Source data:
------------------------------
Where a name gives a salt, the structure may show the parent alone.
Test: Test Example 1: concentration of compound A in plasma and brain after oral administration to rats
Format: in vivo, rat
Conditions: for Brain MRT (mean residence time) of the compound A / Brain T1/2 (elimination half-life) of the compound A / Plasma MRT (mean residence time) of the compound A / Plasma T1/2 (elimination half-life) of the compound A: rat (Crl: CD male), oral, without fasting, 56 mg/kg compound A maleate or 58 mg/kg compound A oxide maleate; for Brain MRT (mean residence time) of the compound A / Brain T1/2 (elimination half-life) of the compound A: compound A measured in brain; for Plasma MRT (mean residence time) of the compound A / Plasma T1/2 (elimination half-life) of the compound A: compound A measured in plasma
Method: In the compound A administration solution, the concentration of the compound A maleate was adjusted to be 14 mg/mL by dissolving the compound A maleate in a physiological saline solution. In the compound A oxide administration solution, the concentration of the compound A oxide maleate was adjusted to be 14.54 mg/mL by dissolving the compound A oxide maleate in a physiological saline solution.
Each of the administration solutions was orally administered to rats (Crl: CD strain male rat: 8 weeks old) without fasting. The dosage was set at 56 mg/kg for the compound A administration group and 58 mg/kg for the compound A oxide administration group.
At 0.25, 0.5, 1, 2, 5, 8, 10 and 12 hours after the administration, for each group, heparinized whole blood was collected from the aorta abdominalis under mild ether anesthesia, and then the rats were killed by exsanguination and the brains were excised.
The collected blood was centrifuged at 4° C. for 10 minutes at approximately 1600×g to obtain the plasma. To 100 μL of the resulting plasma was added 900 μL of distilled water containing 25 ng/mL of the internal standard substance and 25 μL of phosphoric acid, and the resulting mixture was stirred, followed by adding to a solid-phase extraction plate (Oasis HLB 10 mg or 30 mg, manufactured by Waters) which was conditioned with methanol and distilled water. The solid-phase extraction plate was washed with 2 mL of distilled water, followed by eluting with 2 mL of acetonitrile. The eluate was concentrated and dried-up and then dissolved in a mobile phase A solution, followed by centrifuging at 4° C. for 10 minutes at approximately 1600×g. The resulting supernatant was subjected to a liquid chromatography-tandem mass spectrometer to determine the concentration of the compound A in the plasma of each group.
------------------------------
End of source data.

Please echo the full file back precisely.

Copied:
Where a name gives a salt, the structure may show the parent alone.
Test: Test Example 1: concentration of compound A in plasma and brain after oral administration to rats
Format: in vivo, rat
Conditions: for Brain MRT (mean residence time) of the compound A / Brain T1/2 (elimination half-life) of the compound A / Plasma MRT (mean residence time) of the compound A / Plasma T1/2 (elimination half-life) of the compound A: rat (Crl: CD male), oral, without fasting, 56 mg/kg compound A maleate or 58 mg/kg compound A oxide maleate; for Brain MRT (mean residence time) of the compound A / Brain T1/2 (elimination half-life) of the compound A: compound A measured in brain; for Plasma MRT (mean residence time) of the compound A / Plasma T1/2 (elimination half-life) of the compound A: compound A measured in plasma
Method: In the compound A administration solution, the concentration of the compound A maleate was adjusted to be 14 mg/mL by dissolving the compound A maleate in a physiological saline solution. In the compound A oxide administration solution, the concentration of the compound A oxide maleate was adjusted to be 14.54 mg/mL by dissolving the compound A oxide maleate in a physiological saline solution.
Each of the administration solutions was orally administered to rats (Crl: CD strain male rat: 8 weeks old) without fasting. The dosage was set at 56 mg/kg for the compound A administration group and 58 mg/kg for the compound A oxide administration group.
At 0.25, 0.5, 1, 2, 5, 8, 10 and 12 hours after the administration, for each group, heparinized whole blood was collected from the aorta abdominalis under mild ether anesthesia, and then the rats were killed by exsanguination and the brains were excised.
The collected blood was centrifuged at 4° C. for 10 minutes at approximately 1600×g to obtain the plasma. To 100 μL of the resulting plasma was added 900 μL of distilled water containing 25 ng/mL of the internal standard substance and 25 μL of phosphoric acid, and the resulting mixture was stirred, followed by adding to a solid-phase extraction plate (Oasis HLB 10 mg or 30 mg, manufactured by Waters) which was conditioned with methanol and distilled water. The solid-phase extraction plate was washed with 2 mL of distilled water, followed by eluting with 2 mL of acetonitrile. The eluate was concentrated and dried-up and then dissolved in a mobile phase A solution, followed by centrifuging at 4° C. for 10 minutes at approximately 1600×g. The resulting supernatant was subjected to a liquid chromatography-tandem mass spectrometer to determine the concentration of the compound A in the plasma of each group.